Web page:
Coupled with an improvement in the volunteers¡¯ ability to interact with others comes an improvement in their communication skills. Volunteers practice interviewing, listening, mirroring, empathizing, and summarizing. The VITA training materials teach volunteers how to set a comfortable tone for the interview by making necessary introductions, engaging in small talk, sharing their intentions and any hopeful results/benefits for the taxpayer and allowing the taxpayer to share any expectations, needs and/or concerns. They are also trained on how to respond with active listening skills by creating a ¡°safe¡± climate, paying attention to nonverbal listening clues and then restating, paraphrasing and encouraging. Other skills taught are checking comfort levels, responding to misunderstandings and overcoming communication barriers. All told, the communication competencies that can be developed in VITA are critical in a diverse corporate world and VITA will provide students a head start in developing them.

Some VITA sites tend to be very busy with more than 100 taxpayers being served per session. Although the leadership and project management skills involved are not highly complex, VITA does provide some good experience for individuals to lead as a VITA administrator. I recall one of my friends in college who was the VITA administrator for a campus of 25,000 students. Her site served thousands of taxpayers and even received an award from the IRS based on the volume of service performed. As an administrator, she was required to organize volunteers, train them, arrange their service schedules, publicize the service, order the tax forms, and report service statistics to the IRS. Naturally she quickly learned to delegate and manage the project for success. The hands on leadership and project management opportunities she had in VITA were excellent supplements to the management courses she took in her masters of accountancy program.

Many VITA sites also provide volunteers the opportunity to leverage technology to develop and enhance their personal competencies. Students learn how to use tax preparation software that will improve their professional demeanor (technology tends to heighten taxpayer¡¯s view of a volunteer¡¯s professionalism) and to use on-line research resources to solve problems and make decisions. Volunteers have the opportunity to use CD-ROM based tax research libraries, on-line resources such as the IRS web-site (www.irs.gov) and other on-line tax sites. The official software to be used in the VITA E-filing (electronic filing) program is comparable to the software used by many large tax consulting practices. By requiring volunteers to use this software VITA effectively give students a technological edge ¡°leg-up¡± if they choose to join a tax consulting practice. Even if students will not work in a tax consulting practice they will become confident in their ability to use tax preparation software in preparing their own personal tax returns and even those of their friends and family.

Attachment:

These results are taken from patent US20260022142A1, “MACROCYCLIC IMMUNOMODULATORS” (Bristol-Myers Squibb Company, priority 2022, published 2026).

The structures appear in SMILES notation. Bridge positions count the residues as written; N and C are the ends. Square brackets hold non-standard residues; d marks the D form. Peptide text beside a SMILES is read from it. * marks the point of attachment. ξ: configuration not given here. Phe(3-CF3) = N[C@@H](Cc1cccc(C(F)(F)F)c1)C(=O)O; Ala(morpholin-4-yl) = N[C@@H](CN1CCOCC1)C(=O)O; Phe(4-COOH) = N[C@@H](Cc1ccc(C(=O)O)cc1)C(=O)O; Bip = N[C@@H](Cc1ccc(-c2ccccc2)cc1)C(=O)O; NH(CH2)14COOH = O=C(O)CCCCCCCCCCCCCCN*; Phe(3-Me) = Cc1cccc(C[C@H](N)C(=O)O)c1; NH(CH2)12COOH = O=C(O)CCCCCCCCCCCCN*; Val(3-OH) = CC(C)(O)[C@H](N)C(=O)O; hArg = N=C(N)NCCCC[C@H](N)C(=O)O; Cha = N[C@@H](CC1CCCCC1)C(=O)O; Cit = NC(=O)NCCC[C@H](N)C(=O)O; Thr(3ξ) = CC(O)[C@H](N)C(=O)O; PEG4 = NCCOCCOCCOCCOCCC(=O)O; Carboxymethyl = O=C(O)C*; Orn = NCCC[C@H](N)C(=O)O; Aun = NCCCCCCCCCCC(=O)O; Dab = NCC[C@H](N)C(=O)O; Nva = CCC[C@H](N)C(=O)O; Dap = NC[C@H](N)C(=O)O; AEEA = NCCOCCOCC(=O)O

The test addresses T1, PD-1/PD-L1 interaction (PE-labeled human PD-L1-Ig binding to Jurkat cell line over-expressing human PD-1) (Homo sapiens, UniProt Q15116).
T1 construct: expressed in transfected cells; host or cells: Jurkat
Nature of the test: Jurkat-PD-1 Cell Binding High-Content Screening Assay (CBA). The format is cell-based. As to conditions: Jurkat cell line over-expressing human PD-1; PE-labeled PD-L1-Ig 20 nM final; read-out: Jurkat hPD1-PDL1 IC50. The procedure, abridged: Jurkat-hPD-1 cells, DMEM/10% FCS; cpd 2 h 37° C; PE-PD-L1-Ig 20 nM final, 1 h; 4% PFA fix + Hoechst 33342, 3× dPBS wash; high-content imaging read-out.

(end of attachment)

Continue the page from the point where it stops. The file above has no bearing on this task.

Enhance Your Personal Financial Situation
Aside from all the professional benefits resulting from a season of VITA assistance, volunteers will also be able to improve their own personal financial situation. Volunteers will be able to grasp the basics of the US federal income tax system, be able to learn to work with it and be able to take specific actions to positively and legally influence their personal tax situation for the better. Students will become familiar with tax planning issues related to the timing of sales and purchases of equity securities, the timing of payments for medical bills, business expenses and charitable contributions, the benefits of tax deferred savings plans and the difference between tax credits and tax deductions. These are only a small sample of some of the most basic concepts that the average US taxpayer should be very familiar with in order to best manage his/her tax situation and which can be learned through VITA. If I were to have my way with the US educational system, I would require all US students to take an introductory federal taxation course that includes some VITA service hours.

Enhance Your Community
When the last tax return is bundled up and sent off, the real redeeming value of VITA goes beyond enhancing your personal competencies and your personal financial situation. It lies in the opportunity to provide a valuable service to those in need. The tax laws have become so complicated that many US taxpayers feel totally incapable of complying with the tax laws on their own. Many of these individuals rely solely on VITA to help them comply. Comments from former volunteers at the Brigham Young University-Hawaii site follow:

  • ¡°I like the VITA. If I am allowed, I would like to do it again next year. It makes me feel good for helping people.¡±
  • ¡°The best part was actually helping people file their tax returns.¡±
  • ¡°The VITA program is excellent, the skills learned and used in VITA will help me for a lifetime. Hands-on experience supplementing the not so easy to understand text is the best way to go.¡±
  • VITA is a wonderful service for students and community alike. By serving as VITA volunteers, students will significantly enhance their personal competencies, their personal financial situations and their community.

For more information, see www.irs.gov and www.aarp.org/taxaide

KEVIN KIMBALL is an Assistant Professor of Accounting at Brigham Young University-Hawaii in Laie, Hawaii.